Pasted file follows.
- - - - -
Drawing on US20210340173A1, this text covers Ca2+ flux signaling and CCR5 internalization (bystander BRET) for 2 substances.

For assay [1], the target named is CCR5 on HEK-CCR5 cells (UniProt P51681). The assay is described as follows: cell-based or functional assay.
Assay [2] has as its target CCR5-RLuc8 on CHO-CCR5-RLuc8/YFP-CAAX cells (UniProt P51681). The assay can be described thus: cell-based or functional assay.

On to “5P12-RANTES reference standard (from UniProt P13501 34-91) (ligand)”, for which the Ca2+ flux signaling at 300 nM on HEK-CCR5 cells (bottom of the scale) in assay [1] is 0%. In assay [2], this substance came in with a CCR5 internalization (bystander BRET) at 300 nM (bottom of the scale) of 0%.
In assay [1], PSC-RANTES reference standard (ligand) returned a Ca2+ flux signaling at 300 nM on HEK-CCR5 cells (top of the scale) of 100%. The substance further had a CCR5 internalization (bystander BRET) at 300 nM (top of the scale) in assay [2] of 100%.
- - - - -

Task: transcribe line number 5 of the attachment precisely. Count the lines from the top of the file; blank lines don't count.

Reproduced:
In assay [1], PSC-RANTES reference standard (ligand) returned a Ca2+ flux signaling at 300 nM on HEK-CCR5 cells (top of the scale) of 100%. The substance further had a CCR5 internalization (bystander BRET) at 300 nM (top of the scale) in assay [2] of 100%.